Premiere: Afro B’s Music Video for His Smash Hit ‘Drogba (Joanna)’ Is Here

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from okayafrica

Afro B has finally blessed us with the visuals for his banger (and arguably song of the year), “Drogba (Joanna),” produced by Team Salut.

We’re not even that mad we had to wait so patiently for this, since the proud Ivorian was able to drum up incredible momentum for his track through the #DrogbaChallenge, where a crop of videos showing very talented afroebeats dancers grooving to the song spread across social media like wildfire.

The video, shot in multiple locations including New York and Paris, features the artist and a bevy of afrobeats dancers vibing and hitting the shaku, the akwaaba and more as they move along to the songs infectious chorus. The video also highlights some of the viral Drogba Challenge videos from social media, and includes clips of none other than Didier Drogba himself. The rich and vibrant visual was produced by Bruce and directed by Xavier Damase.

Watch it in full below

Born Ross Bayeto, Afro B was born in South London’s Charlton and grew up in Greenwich. He attributes his progressive sound to picking up the keys in his church as a kid, as well as his eclectic music taste he had growing up—which include loving gospel, Pharrell Williams, Elton John, 2Pac and Biggie.

He also was a top DJ before pivoting to music and notes that he had to prove people wrong that this transition was right for him by making top-notch tunes.

While touching base with Afro B during his recent trip to New York, the artist gave us the scoop on how he was able to get Wizkid on the remix for “Drogba.”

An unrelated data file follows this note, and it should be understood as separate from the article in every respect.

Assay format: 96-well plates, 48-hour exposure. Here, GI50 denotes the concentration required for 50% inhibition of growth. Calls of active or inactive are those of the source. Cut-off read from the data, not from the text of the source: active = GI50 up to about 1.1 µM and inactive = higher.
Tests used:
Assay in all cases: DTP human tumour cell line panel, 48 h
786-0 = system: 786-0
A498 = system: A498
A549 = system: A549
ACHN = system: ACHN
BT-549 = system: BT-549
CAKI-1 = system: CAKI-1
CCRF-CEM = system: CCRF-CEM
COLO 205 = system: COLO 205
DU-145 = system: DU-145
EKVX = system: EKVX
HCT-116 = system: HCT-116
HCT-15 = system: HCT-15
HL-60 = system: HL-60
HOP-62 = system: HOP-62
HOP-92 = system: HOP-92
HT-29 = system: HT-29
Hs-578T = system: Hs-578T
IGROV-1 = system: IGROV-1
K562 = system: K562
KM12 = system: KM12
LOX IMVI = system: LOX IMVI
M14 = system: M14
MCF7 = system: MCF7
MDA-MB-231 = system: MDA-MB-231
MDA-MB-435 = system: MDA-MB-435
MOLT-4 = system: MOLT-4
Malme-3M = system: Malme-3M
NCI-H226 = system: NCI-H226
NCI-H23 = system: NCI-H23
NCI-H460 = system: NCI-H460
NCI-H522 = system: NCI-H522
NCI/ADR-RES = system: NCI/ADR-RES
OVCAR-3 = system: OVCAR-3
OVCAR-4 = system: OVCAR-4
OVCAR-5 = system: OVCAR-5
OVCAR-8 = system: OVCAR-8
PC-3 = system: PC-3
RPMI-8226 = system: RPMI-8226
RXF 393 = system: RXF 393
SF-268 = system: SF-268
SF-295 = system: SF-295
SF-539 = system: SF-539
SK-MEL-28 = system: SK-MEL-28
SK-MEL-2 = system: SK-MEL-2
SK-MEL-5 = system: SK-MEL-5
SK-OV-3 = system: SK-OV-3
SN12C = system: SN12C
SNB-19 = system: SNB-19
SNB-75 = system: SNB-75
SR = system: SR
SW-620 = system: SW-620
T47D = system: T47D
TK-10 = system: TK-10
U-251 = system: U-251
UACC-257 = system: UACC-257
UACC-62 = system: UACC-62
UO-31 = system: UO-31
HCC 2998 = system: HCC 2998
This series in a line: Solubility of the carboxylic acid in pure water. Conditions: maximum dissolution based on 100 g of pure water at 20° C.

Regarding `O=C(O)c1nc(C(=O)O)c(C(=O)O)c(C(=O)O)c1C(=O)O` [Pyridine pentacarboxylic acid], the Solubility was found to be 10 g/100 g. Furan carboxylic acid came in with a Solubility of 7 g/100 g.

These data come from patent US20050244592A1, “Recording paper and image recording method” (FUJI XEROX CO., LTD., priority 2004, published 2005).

“I was kind of tactical with it,” he says. “Wizkid had his AfroRepublik concert at O2 Arena and I performed there when Mr Eazi brought me out—people went crazy. Skales brought me out at One Africa Fest and I realized that Wizkid was in the crowd watching the performance. After the performance, I was receiving videos of Wizkid dancing to my song. Then I thought, ‘How can I hit him up indirectly?’ So I took to Twitter, mentioned his handle and talked about how when you hear ‘Soco, you automatically turn into shaku mode. And he quote tweeted saying, ‘Send me the tune—let me fuck it up.’ Obviously I sent him the tune within seconds and got his vocals shortly after.”

We can anticipate more from the Afrowave pioneer this year. He’s set to release an EP soon along with more visuals, produce his own show at the end of the year, as well as a world tour in 2019. “I’m looking to do more international collaborations too,” he adds.

Ultimately, he wants to be that positive ray of light in the industry. “I want people to continue to know that it’s cool to be African,” he concludes. “I want to keep shining the good light on Africa and motivate young people to chase their dreams if they put their minds to it.”

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